Greenville chiropractor admits to illegal kickbacks and fraud.

Greenville chiropractor Daniel McCollum pled guilty earlier this month to engaging in conspiracy to pay illegal kickbacks and defrauding health care programs by billing for unnecessary medical services. The plea was entered in U.S. District Court, according to a news release.

The maximum criminal penalty McCollum could face is five years in prison and a fine of $250,000 following the U.S. District Court for the District of South Carolina's $9 million civil consent judgement against the chiropractor.

McCollum owned and operated pain management clinics, laboratories and a pharmacy throughout Greenville, Spartanburg, Anderson, Easley, North Carolina and Tennessee.

These operations included Oaktree Medical Center, First Choice Healthcare, Labsource, Pain Management Associates of the Carolinas, Pain Management Associates of North Carolina and ProLab, ProCare Counseling Center, according to court documents.

Under the whistleblower provisions of the False Claims Act, a private party can file an action on behalf of the United States and receive a portion of the recovery.

In 2019, five former employees of McCollum's clinics, Donna Raunch, Muriel Calhoun, Brandy Knight, Karen Mathewson and Tracy Hawkins, filed an action on behalf of the United States alleging that McCollum's clinics and laboratories provided illegal financial incentives to doctors and mid-level providers to induce the referrals of urinary drug tests.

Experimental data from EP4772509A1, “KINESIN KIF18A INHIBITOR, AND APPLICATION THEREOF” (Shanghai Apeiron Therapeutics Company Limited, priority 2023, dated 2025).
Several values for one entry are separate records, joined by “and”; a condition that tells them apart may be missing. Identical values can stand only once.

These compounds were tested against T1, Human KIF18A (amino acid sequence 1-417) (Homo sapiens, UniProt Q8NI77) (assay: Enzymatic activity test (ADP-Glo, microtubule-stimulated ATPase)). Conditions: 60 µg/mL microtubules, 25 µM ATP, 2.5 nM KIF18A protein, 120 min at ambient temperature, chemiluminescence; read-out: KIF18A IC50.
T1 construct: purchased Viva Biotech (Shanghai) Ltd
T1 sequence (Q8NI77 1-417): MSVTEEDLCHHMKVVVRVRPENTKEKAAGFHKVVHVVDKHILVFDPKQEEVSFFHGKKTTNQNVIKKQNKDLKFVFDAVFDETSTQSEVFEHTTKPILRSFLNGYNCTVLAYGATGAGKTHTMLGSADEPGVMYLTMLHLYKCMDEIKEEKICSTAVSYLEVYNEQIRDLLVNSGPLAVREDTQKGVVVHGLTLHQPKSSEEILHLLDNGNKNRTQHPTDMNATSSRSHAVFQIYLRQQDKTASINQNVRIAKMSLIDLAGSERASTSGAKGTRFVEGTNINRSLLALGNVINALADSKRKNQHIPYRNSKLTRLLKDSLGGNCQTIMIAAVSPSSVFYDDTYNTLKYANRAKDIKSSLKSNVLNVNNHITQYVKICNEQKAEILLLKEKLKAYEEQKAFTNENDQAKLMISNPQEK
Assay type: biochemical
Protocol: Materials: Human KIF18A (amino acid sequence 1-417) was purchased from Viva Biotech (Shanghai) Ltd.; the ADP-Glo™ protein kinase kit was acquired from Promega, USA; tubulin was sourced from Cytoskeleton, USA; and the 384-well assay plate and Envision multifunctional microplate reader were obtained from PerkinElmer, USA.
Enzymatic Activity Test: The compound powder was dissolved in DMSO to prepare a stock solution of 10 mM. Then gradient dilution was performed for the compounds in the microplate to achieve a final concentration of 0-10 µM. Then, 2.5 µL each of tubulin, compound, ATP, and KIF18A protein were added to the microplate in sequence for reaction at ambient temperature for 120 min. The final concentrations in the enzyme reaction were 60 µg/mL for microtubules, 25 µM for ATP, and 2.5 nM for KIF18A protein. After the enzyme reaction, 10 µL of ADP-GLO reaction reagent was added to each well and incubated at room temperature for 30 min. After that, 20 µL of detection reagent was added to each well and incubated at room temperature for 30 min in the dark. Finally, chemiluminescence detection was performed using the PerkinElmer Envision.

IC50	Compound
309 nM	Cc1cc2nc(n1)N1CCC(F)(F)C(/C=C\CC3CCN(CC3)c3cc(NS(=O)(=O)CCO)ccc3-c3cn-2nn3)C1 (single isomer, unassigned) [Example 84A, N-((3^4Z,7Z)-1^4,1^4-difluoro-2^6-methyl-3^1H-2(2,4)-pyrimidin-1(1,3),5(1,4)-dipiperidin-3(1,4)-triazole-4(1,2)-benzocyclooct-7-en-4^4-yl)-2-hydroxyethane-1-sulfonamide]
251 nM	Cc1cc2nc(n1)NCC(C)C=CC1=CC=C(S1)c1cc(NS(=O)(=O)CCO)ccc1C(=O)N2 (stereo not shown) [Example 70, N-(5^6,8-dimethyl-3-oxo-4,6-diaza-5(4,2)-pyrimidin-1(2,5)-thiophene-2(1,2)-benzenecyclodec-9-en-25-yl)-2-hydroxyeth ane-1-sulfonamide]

The claim also accused him of billing federal health care programs for unnecessary urinary drug testing and billed or caused to be billed false claims for steroid injections, opioid prescriptions and lidocaine ointment prescriptions that were medically unnecessary or lacked a legitimate medical purpose often without the knowledge or approval of the patients' health care providers.

"Improper financial relationships between health care providers and laboratories can lead to overutilization and increase the cost of health care services paid for by the taxpayers," Acting Assistant Attorney General Brian M. Boynton from the Justice Department's civil division, said in the news release. "The provision of medical services and prescriptions should be based on a patient's medical needs rather than the financial interests of providers."

For two years, the clinics and labs under McCollum's management or ownership, however, failed to defend against allegations, resulting in a $136 million judgement on Sept. 2, the release said.

Eventually, on Oct...

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